After we acknowledge God and His Kingdom, we can pray for our needs – provision, forgiveness, and deliverance. The prayer for provision is that God would provide our daily bread – what we need today. In western culture, it seems as though we get so caught up in the things we don’t have, instead of being thankful for all that we do – which in comparison to the rest of the world is far greater. But I also think that there is an implication to the Bread that Jesus refers to when He says, “I AM the Bread of Life.” He tells us not to work for the food which passes away, but for the food that stays on into eternal life, which He Himself will give to those who come to Him. Yes, we need physical food to sustain us, but the spiritual food that Christ gives is far more precious and life-giving than anything we put in our stomach because it leads to eternal life!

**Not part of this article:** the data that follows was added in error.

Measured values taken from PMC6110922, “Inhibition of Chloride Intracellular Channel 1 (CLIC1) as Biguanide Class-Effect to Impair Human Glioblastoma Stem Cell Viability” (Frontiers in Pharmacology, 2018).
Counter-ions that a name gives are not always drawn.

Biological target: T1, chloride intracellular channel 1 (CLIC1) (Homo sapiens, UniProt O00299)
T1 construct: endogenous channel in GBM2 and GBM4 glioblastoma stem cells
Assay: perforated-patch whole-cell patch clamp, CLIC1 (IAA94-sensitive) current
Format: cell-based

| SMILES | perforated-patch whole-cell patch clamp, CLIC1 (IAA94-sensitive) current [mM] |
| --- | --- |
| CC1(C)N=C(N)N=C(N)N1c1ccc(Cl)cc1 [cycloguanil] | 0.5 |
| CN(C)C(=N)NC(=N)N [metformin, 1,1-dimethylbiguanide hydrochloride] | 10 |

Dr. Constable had interesting notes on the parts about forgiveness and deliverance:
The believer in Jesus has already received eternal forgiveness for the legal guilt of his or her sins. Therefore the forgiveness Jesus spoke of here is the forgiveness that is necessary for the maintenance of fellowship with the Father. A person’s unwillingness to forgive others who have wronged him or her may indicate that he or she knows nothing of God’s forgiveness. Conversely one’s willingness to forgive other people shows that one recognizes his or her own need for forgiveness.

The fifth petition requests divine protection. This request does not imply that God might entice us into sin. Nevertheless God does allow people to undergo temptation in the sense of the testing of their faithfulness. This petition expresses the disciple’s awareness of his or her need for God’s help in avoiding excessive temptation and enduring all temptation. It is essentially a request for help in remaining faithful to God.